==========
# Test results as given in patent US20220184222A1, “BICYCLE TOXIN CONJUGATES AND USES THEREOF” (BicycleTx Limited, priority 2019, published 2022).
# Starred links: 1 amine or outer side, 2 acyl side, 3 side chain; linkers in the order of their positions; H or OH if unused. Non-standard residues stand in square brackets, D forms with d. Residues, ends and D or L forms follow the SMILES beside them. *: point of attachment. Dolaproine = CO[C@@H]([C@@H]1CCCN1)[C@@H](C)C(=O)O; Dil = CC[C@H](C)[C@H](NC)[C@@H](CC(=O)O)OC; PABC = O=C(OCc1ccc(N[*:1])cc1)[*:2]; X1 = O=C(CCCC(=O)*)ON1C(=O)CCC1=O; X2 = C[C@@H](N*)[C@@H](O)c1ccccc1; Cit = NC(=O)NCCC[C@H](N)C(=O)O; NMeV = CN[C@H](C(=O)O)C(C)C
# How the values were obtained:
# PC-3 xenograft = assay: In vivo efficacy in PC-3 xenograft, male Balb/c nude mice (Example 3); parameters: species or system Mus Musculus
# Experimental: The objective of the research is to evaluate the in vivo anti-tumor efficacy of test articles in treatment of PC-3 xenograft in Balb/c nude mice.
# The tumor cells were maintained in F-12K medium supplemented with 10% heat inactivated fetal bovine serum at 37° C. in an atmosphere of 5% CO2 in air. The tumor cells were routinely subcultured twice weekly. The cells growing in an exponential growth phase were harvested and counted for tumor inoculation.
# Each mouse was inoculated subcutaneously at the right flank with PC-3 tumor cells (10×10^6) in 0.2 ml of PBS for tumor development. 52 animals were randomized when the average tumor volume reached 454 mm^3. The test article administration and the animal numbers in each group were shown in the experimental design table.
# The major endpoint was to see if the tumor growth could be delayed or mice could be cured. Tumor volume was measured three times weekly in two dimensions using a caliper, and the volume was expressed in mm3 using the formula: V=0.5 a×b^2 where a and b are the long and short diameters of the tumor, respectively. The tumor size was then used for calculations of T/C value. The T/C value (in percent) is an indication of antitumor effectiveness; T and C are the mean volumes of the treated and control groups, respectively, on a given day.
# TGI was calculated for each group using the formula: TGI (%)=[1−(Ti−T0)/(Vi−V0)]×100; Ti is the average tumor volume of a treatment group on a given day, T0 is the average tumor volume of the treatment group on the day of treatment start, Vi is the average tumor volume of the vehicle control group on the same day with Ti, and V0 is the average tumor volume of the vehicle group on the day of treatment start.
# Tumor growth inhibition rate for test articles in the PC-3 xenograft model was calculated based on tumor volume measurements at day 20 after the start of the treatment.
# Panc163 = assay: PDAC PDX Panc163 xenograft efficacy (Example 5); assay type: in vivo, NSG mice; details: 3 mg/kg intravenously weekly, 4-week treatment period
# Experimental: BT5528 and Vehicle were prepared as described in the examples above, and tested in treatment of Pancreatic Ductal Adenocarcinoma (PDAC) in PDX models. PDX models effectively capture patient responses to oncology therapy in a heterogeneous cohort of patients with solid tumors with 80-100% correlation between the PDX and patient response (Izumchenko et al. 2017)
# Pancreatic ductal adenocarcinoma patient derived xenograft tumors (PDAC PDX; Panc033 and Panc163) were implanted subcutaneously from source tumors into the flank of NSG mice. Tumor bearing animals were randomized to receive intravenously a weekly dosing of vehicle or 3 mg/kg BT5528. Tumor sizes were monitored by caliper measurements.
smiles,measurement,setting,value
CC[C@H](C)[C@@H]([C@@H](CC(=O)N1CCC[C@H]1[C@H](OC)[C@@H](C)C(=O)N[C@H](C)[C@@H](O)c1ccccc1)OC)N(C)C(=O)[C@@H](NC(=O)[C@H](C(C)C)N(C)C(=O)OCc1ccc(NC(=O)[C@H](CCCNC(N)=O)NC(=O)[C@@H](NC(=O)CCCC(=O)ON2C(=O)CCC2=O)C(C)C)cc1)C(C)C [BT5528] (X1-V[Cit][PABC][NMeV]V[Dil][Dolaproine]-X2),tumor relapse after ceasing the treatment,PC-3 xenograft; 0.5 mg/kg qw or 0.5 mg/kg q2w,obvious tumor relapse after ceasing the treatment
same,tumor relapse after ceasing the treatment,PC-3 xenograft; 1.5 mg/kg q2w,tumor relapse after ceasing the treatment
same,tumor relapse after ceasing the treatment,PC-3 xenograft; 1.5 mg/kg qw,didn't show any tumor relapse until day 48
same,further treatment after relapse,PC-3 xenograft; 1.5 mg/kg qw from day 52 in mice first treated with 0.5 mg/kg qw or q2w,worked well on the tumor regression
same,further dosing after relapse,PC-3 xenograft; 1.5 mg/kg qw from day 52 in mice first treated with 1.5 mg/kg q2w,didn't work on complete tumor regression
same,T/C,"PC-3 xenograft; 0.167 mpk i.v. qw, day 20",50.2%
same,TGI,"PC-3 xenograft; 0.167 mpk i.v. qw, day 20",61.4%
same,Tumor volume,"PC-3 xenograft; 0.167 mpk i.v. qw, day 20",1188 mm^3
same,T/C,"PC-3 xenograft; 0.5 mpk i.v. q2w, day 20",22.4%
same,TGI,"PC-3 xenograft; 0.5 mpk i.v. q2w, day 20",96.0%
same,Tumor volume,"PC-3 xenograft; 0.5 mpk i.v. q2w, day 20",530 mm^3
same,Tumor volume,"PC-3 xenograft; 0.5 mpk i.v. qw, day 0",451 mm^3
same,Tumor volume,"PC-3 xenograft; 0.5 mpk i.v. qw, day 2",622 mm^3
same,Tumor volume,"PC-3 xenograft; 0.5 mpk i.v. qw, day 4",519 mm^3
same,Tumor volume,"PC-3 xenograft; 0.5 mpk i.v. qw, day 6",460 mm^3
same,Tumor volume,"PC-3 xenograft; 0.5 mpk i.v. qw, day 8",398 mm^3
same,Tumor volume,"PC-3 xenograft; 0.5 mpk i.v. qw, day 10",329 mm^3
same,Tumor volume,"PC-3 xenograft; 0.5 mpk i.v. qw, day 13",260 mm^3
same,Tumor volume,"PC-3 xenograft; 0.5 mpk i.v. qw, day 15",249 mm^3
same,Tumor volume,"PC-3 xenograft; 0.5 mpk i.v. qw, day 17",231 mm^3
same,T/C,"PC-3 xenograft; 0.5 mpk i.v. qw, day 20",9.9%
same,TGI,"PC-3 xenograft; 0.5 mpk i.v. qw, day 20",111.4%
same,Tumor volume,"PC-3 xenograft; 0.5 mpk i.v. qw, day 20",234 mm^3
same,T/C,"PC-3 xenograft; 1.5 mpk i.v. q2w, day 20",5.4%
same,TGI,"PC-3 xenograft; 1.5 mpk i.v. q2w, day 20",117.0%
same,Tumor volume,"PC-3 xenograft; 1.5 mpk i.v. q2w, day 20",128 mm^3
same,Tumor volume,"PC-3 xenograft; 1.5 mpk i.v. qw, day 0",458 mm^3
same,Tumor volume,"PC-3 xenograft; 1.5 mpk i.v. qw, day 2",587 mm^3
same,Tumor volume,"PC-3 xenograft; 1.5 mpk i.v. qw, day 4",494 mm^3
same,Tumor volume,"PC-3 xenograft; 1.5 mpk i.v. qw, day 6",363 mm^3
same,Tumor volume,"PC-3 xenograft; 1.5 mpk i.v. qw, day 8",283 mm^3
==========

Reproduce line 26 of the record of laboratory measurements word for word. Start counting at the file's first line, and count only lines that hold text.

same,Tumor volume,"PC-3 xenograft; 0.5 mpk i.v. qw, day 0",451 mm^3